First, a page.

The first mission for 55 squadron was on 28th December 1943 consisting of a sweep across the Dutch coast without encountering enemy aircraft. The mission summary report for that day reads –
28th December 1943
- 55th Fighter Squadron, 20th Fighter Group, Captain McAuley leading.
- 12 up at 1308 Down Wittering 1510
- O 4 SWEEP
- To N. Nil
- Altitude over English coast mid-channel R/T jammed and remained so until mid-channel return trip. Landfall in, Wooderhoodf, at 1402. Altitude 20,000 feet. Light to moderate flak accurate for altitude over Flushing. Left turn and proceeded from Walchern to Noordwal 18 to 20,000 feet.
- Landfall out 1416 Noordwal. Weather clear all the way.
The second mission on the 30th December was more serious, escorting B-17 and B-24 bombers on an attack on a chemical plant near Ludwigshafen. The mission report for that day reads –
30th December 1943
- 55th Fighter Squadron, 20th Fighter Group
- 14 up 1121 at Kings Cliffe. Down 1500 Wittering.
- 3 aborts. Captain Jackson, Lt. Col. Jenkins – Radio. Lt. Sarros, gas siphoning.
- Bomber escort. Field order No. 210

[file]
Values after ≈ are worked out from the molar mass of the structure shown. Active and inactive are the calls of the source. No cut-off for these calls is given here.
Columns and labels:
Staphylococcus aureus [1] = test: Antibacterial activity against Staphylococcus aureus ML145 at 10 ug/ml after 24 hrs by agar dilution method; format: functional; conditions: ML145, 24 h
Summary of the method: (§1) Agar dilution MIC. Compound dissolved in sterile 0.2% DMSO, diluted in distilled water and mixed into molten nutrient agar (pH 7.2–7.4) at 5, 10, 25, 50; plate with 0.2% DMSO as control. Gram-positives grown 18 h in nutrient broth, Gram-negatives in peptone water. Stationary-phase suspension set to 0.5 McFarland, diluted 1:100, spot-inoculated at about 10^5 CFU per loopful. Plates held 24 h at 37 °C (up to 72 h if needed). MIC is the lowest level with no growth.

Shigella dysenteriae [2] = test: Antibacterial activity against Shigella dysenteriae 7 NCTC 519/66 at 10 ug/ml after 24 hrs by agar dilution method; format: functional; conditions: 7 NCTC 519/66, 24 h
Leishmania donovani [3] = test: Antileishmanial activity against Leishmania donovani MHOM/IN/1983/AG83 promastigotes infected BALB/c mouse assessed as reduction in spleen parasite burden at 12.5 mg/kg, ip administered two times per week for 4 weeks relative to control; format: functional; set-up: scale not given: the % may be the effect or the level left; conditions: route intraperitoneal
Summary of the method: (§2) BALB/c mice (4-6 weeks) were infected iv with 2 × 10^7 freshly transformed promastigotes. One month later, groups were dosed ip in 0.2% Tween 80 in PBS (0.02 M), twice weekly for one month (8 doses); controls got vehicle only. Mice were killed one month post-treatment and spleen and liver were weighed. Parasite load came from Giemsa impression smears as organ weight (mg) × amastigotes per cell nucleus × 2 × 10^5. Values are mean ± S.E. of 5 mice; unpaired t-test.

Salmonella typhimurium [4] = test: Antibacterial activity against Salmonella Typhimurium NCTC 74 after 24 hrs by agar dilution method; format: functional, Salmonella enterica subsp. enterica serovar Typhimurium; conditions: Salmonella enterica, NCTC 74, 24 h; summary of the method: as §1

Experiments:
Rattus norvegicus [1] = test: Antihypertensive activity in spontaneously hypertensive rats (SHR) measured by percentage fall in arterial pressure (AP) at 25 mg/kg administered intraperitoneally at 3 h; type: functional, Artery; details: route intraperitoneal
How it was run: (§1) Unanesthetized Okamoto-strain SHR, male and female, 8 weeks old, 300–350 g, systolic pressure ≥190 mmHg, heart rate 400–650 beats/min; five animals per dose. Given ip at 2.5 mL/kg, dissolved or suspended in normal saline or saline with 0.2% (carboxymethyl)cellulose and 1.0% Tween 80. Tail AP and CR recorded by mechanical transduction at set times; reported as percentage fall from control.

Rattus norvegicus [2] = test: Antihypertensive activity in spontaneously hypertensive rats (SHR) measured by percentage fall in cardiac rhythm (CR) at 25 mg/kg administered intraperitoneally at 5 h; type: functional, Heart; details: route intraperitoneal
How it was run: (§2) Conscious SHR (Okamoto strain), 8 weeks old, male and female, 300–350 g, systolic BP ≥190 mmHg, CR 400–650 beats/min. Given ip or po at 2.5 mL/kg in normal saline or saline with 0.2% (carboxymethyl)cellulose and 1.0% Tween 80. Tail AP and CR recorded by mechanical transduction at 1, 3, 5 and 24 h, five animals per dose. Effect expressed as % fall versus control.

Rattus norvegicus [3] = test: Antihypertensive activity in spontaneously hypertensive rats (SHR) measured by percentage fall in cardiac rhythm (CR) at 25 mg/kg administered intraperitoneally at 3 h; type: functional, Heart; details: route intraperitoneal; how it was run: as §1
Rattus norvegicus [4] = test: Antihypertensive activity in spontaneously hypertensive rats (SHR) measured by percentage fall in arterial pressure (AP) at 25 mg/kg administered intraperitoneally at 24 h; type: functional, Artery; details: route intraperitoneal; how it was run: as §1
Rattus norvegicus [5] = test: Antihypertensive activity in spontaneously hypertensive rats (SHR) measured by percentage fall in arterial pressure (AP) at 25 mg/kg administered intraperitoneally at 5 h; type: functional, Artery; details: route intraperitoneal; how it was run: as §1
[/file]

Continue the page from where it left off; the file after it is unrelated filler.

- Landfall Ostend 24,000 feet at 1212. Climbed to 25,000 feet Brussels circled area 15 minutes. Proceeded to R/v with bombers. St. Menechoulde 25,000 feet at 1312. Reims 2 Me 109’s seen diving through bomber formation. Squadron left Bombers Compegiegne 1346. Encountered light flak Boulogne. Landfall out 1407, 24,000 feet. Clouds 6/10 over channel. 10/10 just inland. R/t ok.
The third mission was scheduled for 31st December and involved escorting bombers on an attack on a ball bearing factory at Bordeaux. John Crago was one of the 14 pilots of 55 squadron scheduled to be on this trip. He was temporarily based at RAF Wittering whilst suitable accommodation was built at Kings Cliffe and was flying from Wittering to Kings Cliffe to be briefed on the mission with the other pilots of 55, 77 and 79 Squadron who made up 20 Group. On arriving at Kings Cliffe he reported problems with his landing gear and did a low level fly past the control tower so that they could observe any obvious problem. As he approached the tower smoke was seen coming from his left hand engine.
He would have been flying slowly, close to stall speed, so that the tower had more time to observe any problem. Bearing in mind the reported problem with the P-38 flying on one engine the plane probably became uncontrollable. He clearly achieved some height as his eventual crash site was about two miles away at the village of Woodnewton. He did not survive the crash.
John Crago is buried at the Cambridge American Cemetery; plot A/5/22.